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This moment, brought to you by your kidneys...

Rich Masterson was a busy executive for The Tribune Company in Chicago and raised three children who gave him three beautiful grandchildren. He says, "My family is my life. When I was not working and traveling on business I spent time with them enjoying every moment. I could crawl on the floor with them, go to every sporting event they were involved with, and just soak up their love without all the work. I often neglected my health even though I kept yearly visits with my family doctor.

Six years ago, Rich's doctor noticed after some routine blood work that his kidney numbers were elevated. His doctor told him to watch it carefully and drink lots of water. The numbers got worse and he was referred to a nephrologist. The nephrologist gave Rich the sobering news that if his numbers did not stabilize, his kidneys could fail and could even cause death.

"I would eventually need dialysis meaning four, six hour visits to a dialysis lab every week to have my blood cleansed and eventually need a transplant. I learned that thousands of folks never get a new kidney and eventually die. I went on a mission to defy this death sentence. I learned every thing I could on kidney disease and followed a strict renal diet."

Rich's family was devastated. His youngest son offered his dad his kidney. Sadly, his heart condition meant that he was ruled out as a potential living donor. Rich knew he would need to find another donor.

Rich say, "As time went on my health deteriorated. I lost energy and slept often, some days I could not get out of bed. I lost my appetite for eating and I grew very weary. I went to the [transplant center] and spent the day being tested for everything, I have been poked, prodded and examined through out my body.

What I came to understand is that kidneys were so rare and valued they wanted to make sure I would be a good steward of this gift that some thoughtful and caring person left by making the decision to save others during a most difficult time in their life. What a sacrifice!"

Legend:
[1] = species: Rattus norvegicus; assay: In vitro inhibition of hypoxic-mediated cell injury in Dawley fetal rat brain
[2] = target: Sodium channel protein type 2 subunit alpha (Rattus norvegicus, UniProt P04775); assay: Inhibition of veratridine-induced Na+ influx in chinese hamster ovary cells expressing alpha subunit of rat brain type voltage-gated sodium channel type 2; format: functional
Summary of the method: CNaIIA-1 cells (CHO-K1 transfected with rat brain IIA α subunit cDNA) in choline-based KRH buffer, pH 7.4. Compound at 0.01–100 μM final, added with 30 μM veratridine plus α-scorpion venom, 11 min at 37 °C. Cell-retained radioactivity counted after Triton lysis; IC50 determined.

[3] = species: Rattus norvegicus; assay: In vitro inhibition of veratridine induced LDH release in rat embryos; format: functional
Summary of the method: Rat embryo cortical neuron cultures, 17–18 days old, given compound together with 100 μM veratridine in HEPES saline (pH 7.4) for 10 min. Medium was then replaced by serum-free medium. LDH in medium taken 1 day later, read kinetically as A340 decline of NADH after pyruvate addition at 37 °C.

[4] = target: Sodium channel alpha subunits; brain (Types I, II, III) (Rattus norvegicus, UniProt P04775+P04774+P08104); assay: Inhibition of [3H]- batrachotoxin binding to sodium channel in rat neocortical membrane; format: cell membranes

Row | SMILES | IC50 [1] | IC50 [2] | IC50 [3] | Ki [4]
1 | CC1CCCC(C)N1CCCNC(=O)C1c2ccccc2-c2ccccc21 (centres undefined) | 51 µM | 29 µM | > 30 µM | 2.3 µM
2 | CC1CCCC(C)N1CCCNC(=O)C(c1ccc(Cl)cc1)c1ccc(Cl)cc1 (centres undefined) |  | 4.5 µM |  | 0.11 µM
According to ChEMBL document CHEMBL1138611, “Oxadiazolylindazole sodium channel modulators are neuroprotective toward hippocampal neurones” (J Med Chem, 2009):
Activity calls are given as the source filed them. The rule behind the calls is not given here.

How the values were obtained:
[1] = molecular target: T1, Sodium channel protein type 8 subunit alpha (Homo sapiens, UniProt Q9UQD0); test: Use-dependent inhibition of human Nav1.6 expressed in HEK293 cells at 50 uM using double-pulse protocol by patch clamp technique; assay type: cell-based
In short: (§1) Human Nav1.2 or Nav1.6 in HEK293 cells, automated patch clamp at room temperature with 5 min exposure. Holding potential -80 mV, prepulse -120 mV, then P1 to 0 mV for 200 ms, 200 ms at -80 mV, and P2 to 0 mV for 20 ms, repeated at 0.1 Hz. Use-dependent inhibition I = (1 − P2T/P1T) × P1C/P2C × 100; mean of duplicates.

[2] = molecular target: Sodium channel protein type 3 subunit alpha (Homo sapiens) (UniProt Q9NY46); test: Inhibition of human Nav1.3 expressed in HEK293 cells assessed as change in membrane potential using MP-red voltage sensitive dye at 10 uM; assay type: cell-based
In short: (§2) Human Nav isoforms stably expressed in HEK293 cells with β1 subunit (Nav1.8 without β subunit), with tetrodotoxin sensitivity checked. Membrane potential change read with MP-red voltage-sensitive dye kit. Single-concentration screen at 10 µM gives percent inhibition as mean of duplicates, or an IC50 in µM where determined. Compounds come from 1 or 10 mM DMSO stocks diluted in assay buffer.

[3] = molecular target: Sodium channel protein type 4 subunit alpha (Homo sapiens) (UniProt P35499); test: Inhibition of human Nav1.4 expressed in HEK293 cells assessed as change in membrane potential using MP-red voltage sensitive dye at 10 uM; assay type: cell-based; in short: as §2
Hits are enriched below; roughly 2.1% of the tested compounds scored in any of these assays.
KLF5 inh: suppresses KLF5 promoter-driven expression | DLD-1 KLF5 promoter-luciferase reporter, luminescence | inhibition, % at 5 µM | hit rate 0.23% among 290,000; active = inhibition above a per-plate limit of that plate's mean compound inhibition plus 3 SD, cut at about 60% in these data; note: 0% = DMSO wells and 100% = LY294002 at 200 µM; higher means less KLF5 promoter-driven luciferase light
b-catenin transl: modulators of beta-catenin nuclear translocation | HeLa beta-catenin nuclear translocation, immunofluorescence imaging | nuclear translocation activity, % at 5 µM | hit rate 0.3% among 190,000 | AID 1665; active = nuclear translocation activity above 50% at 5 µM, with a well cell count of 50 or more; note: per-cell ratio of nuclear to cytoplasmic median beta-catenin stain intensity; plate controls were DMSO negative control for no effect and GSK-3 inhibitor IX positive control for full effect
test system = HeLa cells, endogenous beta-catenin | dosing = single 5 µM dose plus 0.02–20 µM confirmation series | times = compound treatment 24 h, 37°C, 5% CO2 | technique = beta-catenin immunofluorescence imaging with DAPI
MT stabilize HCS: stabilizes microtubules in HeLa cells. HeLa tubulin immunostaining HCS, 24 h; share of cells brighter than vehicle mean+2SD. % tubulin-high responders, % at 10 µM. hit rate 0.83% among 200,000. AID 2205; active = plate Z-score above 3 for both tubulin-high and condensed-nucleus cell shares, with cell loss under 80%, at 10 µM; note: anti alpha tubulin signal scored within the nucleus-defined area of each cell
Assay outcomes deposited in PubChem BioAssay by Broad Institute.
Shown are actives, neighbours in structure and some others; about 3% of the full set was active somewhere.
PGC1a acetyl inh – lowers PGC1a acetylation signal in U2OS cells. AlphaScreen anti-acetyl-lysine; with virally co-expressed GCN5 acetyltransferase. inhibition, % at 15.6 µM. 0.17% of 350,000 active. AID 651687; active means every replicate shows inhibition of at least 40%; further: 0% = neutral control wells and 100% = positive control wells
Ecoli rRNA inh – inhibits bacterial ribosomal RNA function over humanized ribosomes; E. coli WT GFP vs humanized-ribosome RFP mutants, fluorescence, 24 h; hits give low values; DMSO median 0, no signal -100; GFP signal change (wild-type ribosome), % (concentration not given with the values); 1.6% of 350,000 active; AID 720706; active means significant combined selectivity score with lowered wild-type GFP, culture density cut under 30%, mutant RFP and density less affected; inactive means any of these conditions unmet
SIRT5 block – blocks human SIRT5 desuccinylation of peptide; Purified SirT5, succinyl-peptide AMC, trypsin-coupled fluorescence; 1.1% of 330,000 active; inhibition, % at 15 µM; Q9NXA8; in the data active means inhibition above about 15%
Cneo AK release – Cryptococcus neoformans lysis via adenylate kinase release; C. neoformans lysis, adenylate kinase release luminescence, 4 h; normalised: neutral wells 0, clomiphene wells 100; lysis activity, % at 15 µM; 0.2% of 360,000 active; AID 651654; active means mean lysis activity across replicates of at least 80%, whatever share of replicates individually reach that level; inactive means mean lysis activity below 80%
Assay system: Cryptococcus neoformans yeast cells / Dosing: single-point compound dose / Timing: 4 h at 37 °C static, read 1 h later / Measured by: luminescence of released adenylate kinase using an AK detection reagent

He made the same trip to transplant hospitals within three hours drive from his home including all hospitals in Chicago to get on as many lists as he could. He was told that it could take three to five years to get a kidney. He wasn't sure if he could stay healthy that long.

Late on Friday night, around 11:00 PM, Rich got the call! A transplant center in Wisconsin said if he could get there within three hours, they had a kidney for him! Much like a mom about to go into labor, Rich had his bag packed and ready to go. He jumped in the car, made his way to Wisconsin and by the next morning, he had a new kidney!

"All I could think about was, who gave me this gift? Then faces flashed in my head of my family, and how grateful I was for this amazing gift. A total stranger to me and his family decided to turn tragedy into a legacy for their family member and allowed his organs to help five other people with life saving organs."

Rich has this advice for anyone on the fence about becoming a donor, "He still lives inside us all as we beat our death sentences thanks to this brave soul. If you are hesitant about being a donor, think about this: there are more than 100,000 people waiting on kidney alone every year and only around 18,000 will get one. We all have causes we care about in life, family, career, the environment and many more, but your quest to help mankind does not have to stop at your demise. You can live on and give the greatest gift of all. I call it surviving a death sentence with the unselfish gift of life."

Thanks to his donor, Rich has more time to spend for his favorite hobby: being with his beloved family.

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